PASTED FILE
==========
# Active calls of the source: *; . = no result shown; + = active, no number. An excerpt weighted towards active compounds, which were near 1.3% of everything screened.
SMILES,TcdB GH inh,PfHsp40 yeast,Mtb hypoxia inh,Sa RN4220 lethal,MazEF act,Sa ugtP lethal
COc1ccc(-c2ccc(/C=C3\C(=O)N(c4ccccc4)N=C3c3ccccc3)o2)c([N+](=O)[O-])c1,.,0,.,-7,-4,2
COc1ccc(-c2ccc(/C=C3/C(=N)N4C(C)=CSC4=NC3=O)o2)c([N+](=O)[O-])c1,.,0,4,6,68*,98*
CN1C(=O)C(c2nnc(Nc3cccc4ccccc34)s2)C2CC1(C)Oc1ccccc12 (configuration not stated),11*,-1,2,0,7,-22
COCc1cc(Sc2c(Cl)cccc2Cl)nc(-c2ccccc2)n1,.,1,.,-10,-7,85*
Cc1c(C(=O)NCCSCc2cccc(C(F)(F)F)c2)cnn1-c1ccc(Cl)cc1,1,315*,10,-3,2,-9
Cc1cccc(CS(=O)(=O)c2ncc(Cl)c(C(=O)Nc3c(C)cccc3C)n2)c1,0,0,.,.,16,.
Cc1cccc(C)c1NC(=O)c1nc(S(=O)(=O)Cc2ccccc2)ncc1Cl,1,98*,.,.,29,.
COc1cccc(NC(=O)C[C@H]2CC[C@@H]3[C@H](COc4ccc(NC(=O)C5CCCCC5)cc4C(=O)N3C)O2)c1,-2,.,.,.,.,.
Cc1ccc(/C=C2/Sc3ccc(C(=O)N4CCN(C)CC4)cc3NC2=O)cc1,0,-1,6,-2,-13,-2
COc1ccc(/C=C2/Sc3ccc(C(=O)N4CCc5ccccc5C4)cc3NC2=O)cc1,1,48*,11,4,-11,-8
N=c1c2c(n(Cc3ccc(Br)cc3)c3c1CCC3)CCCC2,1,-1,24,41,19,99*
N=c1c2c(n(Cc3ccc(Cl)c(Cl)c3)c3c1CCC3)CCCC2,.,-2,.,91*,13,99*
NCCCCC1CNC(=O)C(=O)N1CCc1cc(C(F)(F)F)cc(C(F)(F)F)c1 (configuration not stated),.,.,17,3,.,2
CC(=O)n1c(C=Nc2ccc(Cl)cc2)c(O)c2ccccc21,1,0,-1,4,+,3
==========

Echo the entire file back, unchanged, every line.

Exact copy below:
# Active calls of the source: *; . = no result shown; + = active, no number. An excerpt weighted towards active compounds, which were near 1.3% of everything screened.
SMILES,TcdB GH inh,PfHsp40 yeast,Mtb hypoxia inh,Sa RN4220 lethal,MazEF act,Sa ugtP lethal
COc1ccc(-c2ccc(/C=C3\C(=O)N(c4ccccc4)N=C3c3ccccc3)o2)c([N+](=O)[O-])c1,.,0,.,-7,-4,2
COc1ccc(-c2ccc(/C=C3/C(=N)N4C(C)=CSC4=NC3=O)o2)c([N+](=O)[O-])c1,.,0,4,6,68*,98*
CN1C(=O)C(c2nnc(Nc3cccc4ccccc34)s2)C2CC1(C)Oc1ccccc12 (configuration not stated),11*,-1,2,0,7,-22
COCc1cc(Sc2c(Cl)cccc2Cl)nc(-c2ccccc2)n1,.,1,.,-10,-7,85*
Cc1c(C(=O)NCCSCc2cccc(C(F)(F)F)c2)cnn1-c1ccc(Cl)cc1,1,315*,10,-3,2,-9
Cc1cccc(CS(=O)(=O)c2ncc(Cl)c(C(=O)Nc3c(C)cccc3C)n2)c1,0,0,.,.,16,.
Cc1cccc(C)c1NC(=O)c1nc(S(=O)(=O)Cc2ccccc2)ncc1Cl,1,98*,.,.,29,.
COc1cccc(NC(=O)C[C@H]2CC[C@@H]3[C@H](COc4ccc(NC(=O)C5CCCCC5)cc4C(=O)N3C)O2)c1,-2,.,.,.,.,.
Cc1ccc(/C=C2/Sc3ccc(C(=O)N4CCN(C)CC4)cc3NC2=O)cc1,0,-1,6,-2,-13,-2
COc1ccc(/C=C2/Sc3ccc(C(=O)N4CCc5ccccc5C4)cc3NC2=O)cc1,1,48*,11,4,-11,-8
N=c1c2c(n(Cc3ccc(Br)cc3)c3c1CCC3)CCCC2,1,-1,24,41,19,99*
N=c1c2c(n(Cc3ccc(Cl)c(Cl)c3)c3c1CCC3)CCCC2,.,-2,.,91*,13,99*
NCCCCC1CNC(=O)C(=O)N1CCc1cc(C(F)(F)F)cc(C(F)(F)F)c1 (configuration not stated),.,.,17,3,.,2
CC(=O)n1c(C=Nc2ccc(Cl)cc2)c(O)c2ccccc21,1,0,-1,4,+,3